And to so many others.......May the Force be with you- Always.
No better phrase to come to mind when saying goodbye to someone. Whether that is to send them off on an adventure, or to part for the last time. The words have a mythic quality, and were written to be so. The Force has been particularly malevolent this year.
The tragic news of the death of Carrie Fisher at age 60, and her mother, Debbie Reynolds dying at 84 only one day later, has added a rattled heartbreak to an already tragic year of unprecedented losses in the Baby Boomer generation of heroes, heroines and entertainers.
The list of names above represents only a few of those we lost in 2016- collective cornerstones of iconic American life. Modern day mythology was made by these incredibly talented and influential figures, and their legend will only grow with the passing of time. As mythologist Joseph Campbell, has said, "A hero is someone who has given his or her life to something bigger than oneself." Indeed. Let's take a look at the everyday hero's who have risen to legend.
Star Wars redefined what is possible in movie making special effects, combined with a modern mythic storyline that has imprinted generations. in 1977, Fisher became a modern day goddess overnight, and will always remain so. Her legendary character, Princess Lea, was the sole female heroine in the first Star Wars trilogy, and empowered a generation with her intelligence, sensuality and directed power.
Her mother, Debbie Reynolds, came of age with a starring role at age 19 in Singing in the Rain, and captivated the world with her innocence, beauty and grace. The myth of Demeter and Persephone comes to mind when considering the unshakable bond between the two. A caretaker to Reynolds in her later years, Fisher was unapologetic about her role, and it is clear Reynolds could not live without her.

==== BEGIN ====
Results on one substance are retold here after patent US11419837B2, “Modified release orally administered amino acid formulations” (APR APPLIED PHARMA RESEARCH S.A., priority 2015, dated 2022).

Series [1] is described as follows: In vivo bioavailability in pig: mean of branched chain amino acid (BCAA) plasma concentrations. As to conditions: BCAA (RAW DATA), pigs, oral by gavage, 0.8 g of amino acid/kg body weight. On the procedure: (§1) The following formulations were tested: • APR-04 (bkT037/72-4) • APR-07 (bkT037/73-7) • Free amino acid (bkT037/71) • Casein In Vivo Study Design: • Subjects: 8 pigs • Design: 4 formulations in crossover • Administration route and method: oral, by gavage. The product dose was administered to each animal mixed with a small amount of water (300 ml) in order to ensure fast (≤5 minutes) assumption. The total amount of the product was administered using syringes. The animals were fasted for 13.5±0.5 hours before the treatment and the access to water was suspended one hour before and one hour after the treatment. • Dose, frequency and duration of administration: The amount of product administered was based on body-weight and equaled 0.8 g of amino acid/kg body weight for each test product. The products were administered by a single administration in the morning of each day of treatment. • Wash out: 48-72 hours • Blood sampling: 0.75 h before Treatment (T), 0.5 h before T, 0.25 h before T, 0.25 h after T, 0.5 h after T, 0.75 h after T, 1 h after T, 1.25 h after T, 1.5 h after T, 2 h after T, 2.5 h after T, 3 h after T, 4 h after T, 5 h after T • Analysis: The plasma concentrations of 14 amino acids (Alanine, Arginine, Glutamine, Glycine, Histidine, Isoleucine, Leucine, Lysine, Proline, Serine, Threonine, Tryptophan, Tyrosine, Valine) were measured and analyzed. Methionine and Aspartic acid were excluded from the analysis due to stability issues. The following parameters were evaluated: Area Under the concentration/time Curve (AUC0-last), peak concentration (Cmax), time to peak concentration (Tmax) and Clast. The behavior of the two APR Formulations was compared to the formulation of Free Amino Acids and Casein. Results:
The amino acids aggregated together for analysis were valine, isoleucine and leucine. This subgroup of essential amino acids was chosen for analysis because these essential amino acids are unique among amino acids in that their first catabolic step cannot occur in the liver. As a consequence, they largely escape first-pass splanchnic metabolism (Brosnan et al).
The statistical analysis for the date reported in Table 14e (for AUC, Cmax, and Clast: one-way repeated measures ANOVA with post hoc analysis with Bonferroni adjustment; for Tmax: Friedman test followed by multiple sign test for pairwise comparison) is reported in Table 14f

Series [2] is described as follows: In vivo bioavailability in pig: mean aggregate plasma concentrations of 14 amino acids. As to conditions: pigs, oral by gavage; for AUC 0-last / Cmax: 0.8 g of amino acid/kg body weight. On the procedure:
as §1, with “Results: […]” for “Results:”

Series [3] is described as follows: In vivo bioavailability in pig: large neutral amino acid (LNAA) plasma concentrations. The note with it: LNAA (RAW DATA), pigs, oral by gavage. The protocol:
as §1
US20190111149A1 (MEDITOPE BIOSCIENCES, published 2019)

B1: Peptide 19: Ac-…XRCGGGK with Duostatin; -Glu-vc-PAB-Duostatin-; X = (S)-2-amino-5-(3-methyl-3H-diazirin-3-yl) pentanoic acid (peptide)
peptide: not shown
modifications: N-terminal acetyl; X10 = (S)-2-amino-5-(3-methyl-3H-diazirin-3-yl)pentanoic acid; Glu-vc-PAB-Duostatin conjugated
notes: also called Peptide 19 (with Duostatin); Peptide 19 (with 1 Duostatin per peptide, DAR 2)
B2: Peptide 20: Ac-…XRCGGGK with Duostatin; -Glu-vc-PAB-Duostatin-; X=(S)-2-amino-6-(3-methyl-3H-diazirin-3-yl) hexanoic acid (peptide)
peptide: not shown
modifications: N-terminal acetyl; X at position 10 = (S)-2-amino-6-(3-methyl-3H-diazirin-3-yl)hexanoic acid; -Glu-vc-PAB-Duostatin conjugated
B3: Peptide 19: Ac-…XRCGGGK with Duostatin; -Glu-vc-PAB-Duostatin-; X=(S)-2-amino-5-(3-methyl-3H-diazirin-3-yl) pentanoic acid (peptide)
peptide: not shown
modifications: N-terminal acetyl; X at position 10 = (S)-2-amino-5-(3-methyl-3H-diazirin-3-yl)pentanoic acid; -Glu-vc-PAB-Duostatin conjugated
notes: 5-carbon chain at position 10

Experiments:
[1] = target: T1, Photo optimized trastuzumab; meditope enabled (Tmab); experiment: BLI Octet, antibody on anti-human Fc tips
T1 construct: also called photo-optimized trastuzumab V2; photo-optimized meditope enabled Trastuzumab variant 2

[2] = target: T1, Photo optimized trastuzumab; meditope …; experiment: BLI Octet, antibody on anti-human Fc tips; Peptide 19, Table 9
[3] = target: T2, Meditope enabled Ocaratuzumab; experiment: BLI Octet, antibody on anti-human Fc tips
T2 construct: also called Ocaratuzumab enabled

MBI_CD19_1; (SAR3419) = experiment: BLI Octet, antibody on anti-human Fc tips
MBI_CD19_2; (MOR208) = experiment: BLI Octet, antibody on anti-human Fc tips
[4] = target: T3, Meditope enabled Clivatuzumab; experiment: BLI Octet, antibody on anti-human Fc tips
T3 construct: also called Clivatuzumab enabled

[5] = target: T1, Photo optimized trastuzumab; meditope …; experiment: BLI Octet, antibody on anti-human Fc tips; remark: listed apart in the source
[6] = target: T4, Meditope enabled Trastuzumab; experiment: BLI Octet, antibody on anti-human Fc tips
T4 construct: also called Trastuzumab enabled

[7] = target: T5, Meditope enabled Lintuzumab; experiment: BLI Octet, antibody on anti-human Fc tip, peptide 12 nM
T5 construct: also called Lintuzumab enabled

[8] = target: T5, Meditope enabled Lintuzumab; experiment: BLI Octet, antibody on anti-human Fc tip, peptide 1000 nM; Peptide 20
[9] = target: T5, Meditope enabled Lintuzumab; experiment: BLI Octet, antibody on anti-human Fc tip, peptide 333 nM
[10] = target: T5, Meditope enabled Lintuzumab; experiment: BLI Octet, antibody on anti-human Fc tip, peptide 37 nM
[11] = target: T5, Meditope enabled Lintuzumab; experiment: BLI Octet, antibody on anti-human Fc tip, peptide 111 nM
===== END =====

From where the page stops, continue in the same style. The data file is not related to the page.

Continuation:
Taking a tragic turn into the mythic heroes in the music industry, David Bowie and Prince commanded rock and roll to a new level with explosive electric guitar riffs, and raw sexuality; defining new mythic archetypes with fashion, musical genius, and other worldly performance skills. George Michael encapsulated the classically sexy "boy next store crush" archetype, and kept the beat going for decades with his Dionysus looks, silky voice and irresistibly uplifting tunes. The celestial circle rounds out with the Sphynx-like deep and brooding poetry of Leonard Cohen, who's final lyrics were, "I wish there was a treaty between your love and mine."
All represented mastery in their work, all defined a unique archetype that nestled into the soul of our culture. All will be missed.
Losing so many peers in a stage of life that has now become one of relatively vigorous good health is particularly unsettling. Science says many Baby Boomers can expect to live close to 100 these days, and nothing reminds us of our mortality than losing one legend after another far too young.
Both Bowie and Cohen knew they were leaving this Earth, and created final coda albums to say goodbye with "Blackstar" and "You Want It Darker." I believe they speak for all their mythic brothers and sisters taking their place on the Mount Olympus of our hearts. They will be missed, and their legend lives on.